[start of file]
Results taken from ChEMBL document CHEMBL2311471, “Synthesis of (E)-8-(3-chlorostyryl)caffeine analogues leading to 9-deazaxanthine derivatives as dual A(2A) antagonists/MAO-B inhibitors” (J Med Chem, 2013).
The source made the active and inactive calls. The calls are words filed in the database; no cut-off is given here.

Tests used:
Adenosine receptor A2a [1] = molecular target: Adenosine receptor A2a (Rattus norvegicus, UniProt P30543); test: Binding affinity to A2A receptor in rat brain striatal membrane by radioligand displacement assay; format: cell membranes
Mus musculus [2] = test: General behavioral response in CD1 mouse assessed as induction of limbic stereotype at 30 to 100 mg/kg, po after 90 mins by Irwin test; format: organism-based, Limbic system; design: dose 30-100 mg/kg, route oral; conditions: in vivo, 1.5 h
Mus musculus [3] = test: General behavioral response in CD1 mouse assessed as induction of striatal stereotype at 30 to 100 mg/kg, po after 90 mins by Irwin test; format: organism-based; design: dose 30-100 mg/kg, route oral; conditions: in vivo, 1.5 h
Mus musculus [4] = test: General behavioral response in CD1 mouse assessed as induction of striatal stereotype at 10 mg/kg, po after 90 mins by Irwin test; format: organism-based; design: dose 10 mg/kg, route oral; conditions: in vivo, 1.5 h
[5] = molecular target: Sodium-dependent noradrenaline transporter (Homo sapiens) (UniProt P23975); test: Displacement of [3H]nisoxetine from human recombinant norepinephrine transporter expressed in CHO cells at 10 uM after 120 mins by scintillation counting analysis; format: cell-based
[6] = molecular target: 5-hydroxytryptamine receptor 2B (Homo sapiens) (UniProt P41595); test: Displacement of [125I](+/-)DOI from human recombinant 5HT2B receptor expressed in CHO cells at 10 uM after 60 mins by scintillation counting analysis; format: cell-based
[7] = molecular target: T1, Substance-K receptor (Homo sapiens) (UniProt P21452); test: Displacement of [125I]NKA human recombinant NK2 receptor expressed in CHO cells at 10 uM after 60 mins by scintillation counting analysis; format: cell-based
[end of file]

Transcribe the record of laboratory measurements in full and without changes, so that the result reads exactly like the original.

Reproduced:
Results taken from ChEMBL document CHEMBL2311471, “Synthesis of (E)-8-(3-chlorostyryl)caffeine analogues leading to 9-deazaxanthine derivatives as dual A(2A) antagonists/MAO-B inhibitors” (J Med Chem, 2013).
The source made the active and inactive calls. The calls are words filed in the database; no cut-off is given here.

Tests used:
Adenosine receptor A2a [1] = molecular target: Adenosine receptor A2a (Rattus norvegicus, UniProt P30543); test: Binding affinity to A2A receptor in rat brain striatal membrane by radioligand displacement assay; format: cell membranes
Mus musculus [2] = test: General behavioral response in CD1 mouse assessed as induction of limbic stereotype at 30 to 100 mg/kg, po after 90 mins by Irwin test; format: organism-based, Limbic system; design: dose 30-100 mg/kg, route oral; conditions: in vivo, 1.5 h
Mus musculus [3] = test: General behavioral response in CD1 mouse assessed as induction of striatal stereotype at 30 to 100 mg/kg, po after 90 mins by Irwin test; format: organism-based; design: dose 30-100 mg/kg, route oral; conditions: in vivo, 1.5 h
Mus musculus [4] = test: General behavioral response in CD1 mouse assessed as induction of striatal stereotype at 10 mg/kg, po after 90 mins by Irwin test; format: organism-based; design: dose 10 mg/kg, route oral; conditions: in vivo, 1.5 h
[5] = molecular target: Sodium-dependent noradrenaline transporter (Homo sapiens) (UniProt P23975); test: Displacement of [3H]nisoxetine from human recombinant norepinephrine transporter expressed in CHO cells at 10 uM after 120 mins by scintillation counting analysis; format: cell-based
[6] = molecular target: 5-hydroxytryptamine receptor 2B (Homo sapiens) (UniProt P41595); test: Displacement of [125I](+/-)DOI from human recombinant 5HT2B receptor expressed in CHO cells at 10 uM after 60 mins by scintillation counting analysis; format: cell-based
[7] = molecular target: T1, Substance-K receptor (Homo sapiens) (UniProt P21452); test: Displacement of [125I]NKA human recombinant NK2 receptor expressed in CHO cells at 10 uM after 60 mins by scintillation counting analysis; format: cell-based